Energy Transition: The Shipping Context

In our March semi-annual report, we cited satellite imagery of reduced pollution as economic activity slowed as a “stark reminder of climate change”. In this week’s Analysis, we look at some of the challenges (and opportunities) the shipping industry potentially faces with its cargo base, changes in offshore activity and in reducing its own emissions footprint through fuel transition, technology and regulation.

Most international forecasting agencies now produce energy transition scenarios and in our “Graph of the Week” we present some of our own work in this area. Part of a much broader body of work and a host of assumptions, the graph shows two scenarios for “gradual” and “rapid” energy transition, split out into energy supply sectors most relevant for our shipping “universe”. Our broader modelling work also goes on to analyse potential impacts and nuances around seaborne trade, offshore energy production and fleet renewal requirements: here we present a few highlights from the framework.

“Energy Fleet”…

We estimate that around 40% (some 840m dwt of tonnage moving crude, oil products, LPG, LNG, thermal coal) of shipping capacity services energy transportation. When the production levels of shipping’s largest customer group might “peak” is worth considering: the modelling suggests for gas production this may be between 2035 and 2045 but for coal much earlier (and a 70% total decline by 2050?). The shipping and trade context is more complex and nuanced; our modelling generally suggests later “peaks” for actual seaborne trade of hydrocarbons. Trading patterns also impact: while global energy supply has grown at 2.0% p.a. in the past 10 years, our “energy fleet” has been growing twice as quickly at 4.4%.


Another shipping segment servicing the energy sector is of course Offshore: today there are ~10,000 vessels and rigs supporting across exploration, development and production at oil and gas fields that produce some 17% of global energy (27% of oil and 32% of gas). In the two scenarios, combined offshore oil and gas production peaks in 2028 and the 2040s but gas is the growth story. We also estimate a fleet of ~600 vessels (most are small CTVs) are supporting offshore wind (<0.1% of current energy supply). In both scenarios, offshore wind grows strongly to reach between 4% and 6% of energy supply by 2050 (modelling projects much larger growth for onshore renewables).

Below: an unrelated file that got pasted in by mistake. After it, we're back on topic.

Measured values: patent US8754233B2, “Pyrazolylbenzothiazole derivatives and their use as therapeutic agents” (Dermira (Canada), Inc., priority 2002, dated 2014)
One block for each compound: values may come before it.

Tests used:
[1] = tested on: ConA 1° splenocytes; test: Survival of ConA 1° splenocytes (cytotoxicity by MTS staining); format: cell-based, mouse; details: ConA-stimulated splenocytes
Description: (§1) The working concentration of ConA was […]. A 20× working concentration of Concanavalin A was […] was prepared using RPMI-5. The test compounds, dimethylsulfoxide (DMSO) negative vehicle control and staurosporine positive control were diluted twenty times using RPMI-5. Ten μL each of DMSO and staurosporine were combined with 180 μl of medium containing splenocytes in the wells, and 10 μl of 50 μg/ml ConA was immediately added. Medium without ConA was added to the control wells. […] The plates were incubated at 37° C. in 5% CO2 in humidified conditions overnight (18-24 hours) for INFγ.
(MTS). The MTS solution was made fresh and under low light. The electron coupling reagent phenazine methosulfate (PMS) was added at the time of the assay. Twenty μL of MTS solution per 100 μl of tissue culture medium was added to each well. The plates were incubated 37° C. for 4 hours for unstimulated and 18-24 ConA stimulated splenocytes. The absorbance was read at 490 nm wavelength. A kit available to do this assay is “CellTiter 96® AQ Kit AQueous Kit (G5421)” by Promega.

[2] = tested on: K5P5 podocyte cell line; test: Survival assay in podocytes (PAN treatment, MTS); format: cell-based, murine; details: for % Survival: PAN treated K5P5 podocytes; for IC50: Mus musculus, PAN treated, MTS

Fuelling Transition…

We are also continuing to tracking closely shipping’s important efforts to reduce its own emissions footprint (~850mt, 2.4% of global CO2). This area alone is a huge area to monitor: regulation; technology; value and earnings impact; fleet renewal; financing; ESG. Our latest count of alternative fuelled vessels stands at 1,063.


The current unprecedented collapse in energy demand and building surplus adds further uncertainty. Perhaps demand will initially “bounce” but then energy transition trends will “amplify”? Despite so many complexities, and the mixed track record of long term scenarios, addressing issues around climate change is likely to be central for the shipping industry in the coming decade.

Graph Notes

Our Graph of the Week shows energy transition scenarios under a “Gradual Transition” and “Rapid Decarbonisation”. In the gradual transition, energy supply grows by 4.1 btoe and reaches 31% non-fossil fuel by 2050. In the rapid transition, energy supply grows by 1.8 btoe and to 50% non-fossil fuel. Offshore wind produces 2,850 TWh and 3,940 TWh of electricity in 2050 in the two scenarios. Our aim is to frame energy transition scenarios in the shipping context. Further analysis, including implications for seaborne trade, fleet renewal and water depth of offshore activity is available on request and we will be releasing further results going forwards.

The author of this feature article is Stephen Gordon. Any views or opinions presented are solely those of the author and do not necessarily represent those of the Clarksons group.